Manning v. Secretary of Health and Human Services, 881 F. Supp. 201 (W.D. Pa. 1995)
January 9, 1995
SECRETARY OF HEALTH AND HUMAN SERVICES, Defendant.
United States District Court, W.D. Pennsylvania.
*202 *203 Gerald Sullivan, Northwest Legal Services, Meadville, PA.
John J. Trucilla, Asst. U.S. Atty., Erie, PA.
COHILL, District Judge.
This case is before us on appeal from a final decision by the defendant, Secretary of Health and Human Services (Secretary), denying plaintiff-claimant Diane Manning's claim for Social Security disability benefits. Plaintiff contests the denial of her claim. The parties have submitted cross motions for summary judgment pursuant to Fed.R.Civ.P. 56. For the reasons set forth below, we will deny both motions and remand to the Secretary for further proceedings to determine whether Ms. Manning can engage in alternative substantial gainful activity.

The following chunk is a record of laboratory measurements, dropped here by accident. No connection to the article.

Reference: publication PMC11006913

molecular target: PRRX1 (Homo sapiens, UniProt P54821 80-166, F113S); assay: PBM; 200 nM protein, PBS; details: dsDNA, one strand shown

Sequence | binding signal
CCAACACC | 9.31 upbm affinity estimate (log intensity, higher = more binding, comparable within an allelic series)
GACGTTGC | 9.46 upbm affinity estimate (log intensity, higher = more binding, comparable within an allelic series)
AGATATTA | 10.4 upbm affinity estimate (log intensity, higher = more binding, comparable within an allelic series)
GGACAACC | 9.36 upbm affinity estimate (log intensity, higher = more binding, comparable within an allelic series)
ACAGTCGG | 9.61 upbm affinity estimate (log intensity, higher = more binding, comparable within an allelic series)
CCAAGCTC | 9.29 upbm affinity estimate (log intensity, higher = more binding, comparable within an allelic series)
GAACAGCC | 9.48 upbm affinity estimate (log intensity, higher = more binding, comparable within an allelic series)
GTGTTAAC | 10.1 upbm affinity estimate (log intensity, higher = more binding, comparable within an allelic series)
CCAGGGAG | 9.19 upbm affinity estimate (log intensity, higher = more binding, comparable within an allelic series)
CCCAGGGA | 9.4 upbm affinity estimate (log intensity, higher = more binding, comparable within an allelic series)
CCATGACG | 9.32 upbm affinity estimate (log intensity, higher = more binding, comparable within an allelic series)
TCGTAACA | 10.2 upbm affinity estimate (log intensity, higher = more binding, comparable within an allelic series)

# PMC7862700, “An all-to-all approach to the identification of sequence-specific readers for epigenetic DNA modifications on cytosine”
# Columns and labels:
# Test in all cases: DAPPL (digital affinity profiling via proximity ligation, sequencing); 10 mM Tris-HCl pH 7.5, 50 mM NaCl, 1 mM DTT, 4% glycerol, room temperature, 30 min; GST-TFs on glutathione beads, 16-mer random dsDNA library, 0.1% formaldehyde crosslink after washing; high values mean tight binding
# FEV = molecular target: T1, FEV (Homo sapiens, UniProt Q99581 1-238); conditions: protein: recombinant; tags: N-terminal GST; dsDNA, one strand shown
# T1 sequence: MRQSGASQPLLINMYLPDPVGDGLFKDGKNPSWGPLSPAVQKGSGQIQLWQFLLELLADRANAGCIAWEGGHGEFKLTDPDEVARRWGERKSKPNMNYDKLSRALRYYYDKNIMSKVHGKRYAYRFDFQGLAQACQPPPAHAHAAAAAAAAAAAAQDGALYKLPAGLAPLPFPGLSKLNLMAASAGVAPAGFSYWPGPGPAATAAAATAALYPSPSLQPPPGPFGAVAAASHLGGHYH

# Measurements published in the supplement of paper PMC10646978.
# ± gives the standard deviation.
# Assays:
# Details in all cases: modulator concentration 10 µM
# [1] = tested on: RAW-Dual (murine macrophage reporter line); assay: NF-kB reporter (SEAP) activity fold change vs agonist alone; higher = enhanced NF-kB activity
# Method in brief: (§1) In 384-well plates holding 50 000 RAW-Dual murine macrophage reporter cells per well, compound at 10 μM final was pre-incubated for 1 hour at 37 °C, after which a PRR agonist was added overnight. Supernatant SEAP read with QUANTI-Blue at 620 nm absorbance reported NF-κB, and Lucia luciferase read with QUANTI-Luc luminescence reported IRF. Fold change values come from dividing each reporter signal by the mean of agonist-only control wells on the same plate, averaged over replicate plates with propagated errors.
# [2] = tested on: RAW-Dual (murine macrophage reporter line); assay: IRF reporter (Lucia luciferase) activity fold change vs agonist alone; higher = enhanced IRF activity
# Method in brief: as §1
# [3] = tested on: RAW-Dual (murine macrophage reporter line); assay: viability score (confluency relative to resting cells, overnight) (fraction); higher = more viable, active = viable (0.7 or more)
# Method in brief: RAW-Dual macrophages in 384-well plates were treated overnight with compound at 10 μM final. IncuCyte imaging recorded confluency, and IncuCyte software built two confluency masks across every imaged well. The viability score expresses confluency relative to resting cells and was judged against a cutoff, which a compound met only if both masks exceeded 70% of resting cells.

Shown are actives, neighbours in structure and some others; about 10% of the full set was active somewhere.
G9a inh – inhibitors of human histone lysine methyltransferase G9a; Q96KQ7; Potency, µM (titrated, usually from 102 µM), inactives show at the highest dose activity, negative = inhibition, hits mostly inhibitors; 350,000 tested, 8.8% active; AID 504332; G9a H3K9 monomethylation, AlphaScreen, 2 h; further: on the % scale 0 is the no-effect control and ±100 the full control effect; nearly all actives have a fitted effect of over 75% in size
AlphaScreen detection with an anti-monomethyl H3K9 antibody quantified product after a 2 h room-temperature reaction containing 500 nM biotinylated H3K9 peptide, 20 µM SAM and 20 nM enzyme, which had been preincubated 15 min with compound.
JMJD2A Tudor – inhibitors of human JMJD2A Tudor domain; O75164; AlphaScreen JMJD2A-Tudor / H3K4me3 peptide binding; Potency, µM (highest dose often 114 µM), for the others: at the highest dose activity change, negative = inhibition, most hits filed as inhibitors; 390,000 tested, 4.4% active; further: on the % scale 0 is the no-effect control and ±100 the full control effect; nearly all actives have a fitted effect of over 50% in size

Plaintiff Diane Manning was born on October 17, 1949. She is a high school graduate with some college-level courses. She was given on-the-job training by her last employer, Bethesda Children's Services, a Meadville adolescent treatment facility, where she worked as a counsellor. Ms. Manning was previously employed as a telephone solicitor for an insulation company. She is divorced and has three children living at home. She testified that she left Bethesda because anxiety attacks and depression interfered with her job. R. 39.
II. Standard of Review
The standard of review used by this court in reviewing the decision of the Secretary in social security cases is whether substantial evidence exists in the record to support the decision. Allen v. Bowen, 881 F.2d 37, 39 (3d Cir. 1989). Additionally, the Secretary's findings of fact, if supported by substantial evidence, are conclusive. 42 U.S.C. § 405(g); Dobrowolsky v. Califano, 606 F.2d 403, 406 (3d Cir.1979).